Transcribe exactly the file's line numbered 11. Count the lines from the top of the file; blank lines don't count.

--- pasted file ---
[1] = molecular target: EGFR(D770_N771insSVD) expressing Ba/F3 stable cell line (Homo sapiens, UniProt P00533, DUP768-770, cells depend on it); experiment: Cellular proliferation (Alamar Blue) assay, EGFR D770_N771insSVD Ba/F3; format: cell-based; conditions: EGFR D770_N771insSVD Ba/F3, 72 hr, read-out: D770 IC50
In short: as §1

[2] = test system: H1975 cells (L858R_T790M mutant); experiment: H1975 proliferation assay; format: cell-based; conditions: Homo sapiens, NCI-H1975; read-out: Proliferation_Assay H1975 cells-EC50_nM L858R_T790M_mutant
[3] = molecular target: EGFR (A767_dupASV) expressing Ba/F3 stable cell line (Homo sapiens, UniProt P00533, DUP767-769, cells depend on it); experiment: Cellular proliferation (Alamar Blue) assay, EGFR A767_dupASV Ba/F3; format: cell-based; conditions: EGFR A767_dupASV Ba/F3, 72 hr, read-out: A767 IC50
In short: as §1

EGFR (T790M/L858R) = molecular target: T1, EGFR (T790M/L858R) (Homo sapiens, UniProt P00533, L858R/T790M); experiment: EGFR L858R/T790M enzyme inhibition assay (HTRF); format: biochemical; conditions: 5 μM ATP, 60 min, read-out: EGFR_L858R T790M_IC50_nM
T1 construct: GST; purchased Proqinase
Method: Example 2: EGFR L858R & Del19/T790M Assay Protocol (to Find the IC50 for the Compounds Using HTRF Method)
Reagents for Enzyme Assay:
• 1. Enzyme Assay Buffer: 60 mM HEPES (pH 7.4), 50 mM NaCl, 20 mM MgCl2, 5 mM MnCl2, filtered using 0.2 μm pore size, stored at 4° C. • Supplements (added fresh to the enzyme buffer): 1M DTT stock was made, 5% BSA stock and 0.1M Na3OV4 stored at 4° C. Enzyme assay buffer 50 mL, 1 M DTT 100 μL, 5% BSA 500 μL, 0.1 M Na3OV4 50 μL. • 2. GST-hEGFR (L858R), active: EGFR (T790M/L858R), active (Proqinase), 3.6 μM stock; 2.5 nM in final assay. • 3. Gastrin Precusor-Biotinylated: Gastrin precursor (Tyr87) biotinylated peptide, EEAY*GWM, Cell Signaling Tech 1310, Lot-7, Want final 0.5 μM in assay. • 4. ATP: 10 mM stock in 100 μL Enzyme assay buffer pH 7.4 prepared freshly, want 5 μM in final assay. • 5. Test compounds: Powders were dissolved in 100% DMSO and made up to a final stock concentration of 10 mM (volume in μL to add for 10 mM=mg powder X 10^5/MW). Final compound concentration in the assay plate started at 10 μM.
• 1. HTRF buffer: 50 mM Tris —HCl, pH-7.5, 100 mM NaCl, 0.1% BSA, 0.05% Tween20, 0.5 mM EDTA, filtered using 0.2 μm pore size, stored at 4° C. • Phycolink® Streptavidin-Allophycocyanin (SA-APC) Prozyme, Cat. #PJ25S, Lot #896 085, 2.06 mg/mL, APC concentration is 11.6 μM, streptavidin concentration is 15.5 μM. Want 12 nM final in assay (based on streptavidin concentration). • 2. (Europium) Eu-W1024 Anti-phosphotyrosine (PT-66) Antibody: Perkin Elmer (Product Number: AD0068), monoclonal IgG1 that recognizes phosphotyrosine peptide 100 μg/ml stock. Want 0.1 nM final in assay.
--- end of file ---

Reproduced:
• 1. HTRF buffer: 50 mM Tris —HCl, pH-7.5, 100 mM NaCl, 0.1% BSA, 0.05% Tween20, 0.5 mM EDTA, filtered using 0.2 μm pore size, stored at 4° C. • Phycolink® Streptavidin-Allophycocyanin (SA-APC) Prozyme, Cat. #PJ25S, Lot #896 085, 2.06 mg/mL, APC concentration is 11.6 μM, streptavidin concentration is 15.5 μM. Want 12 nM final in assay (based on streptavidin concentration). • 2. (Europium) Eu-W1024 Anti-phosphotyrosine (PT-66) Antibody: Perkin Elmer (Product Number: AD0068), monoclonal IgG1 that recognizes phosphotyrosine peptide 100 μg/ml stock. Want 0.1 nM final in assay.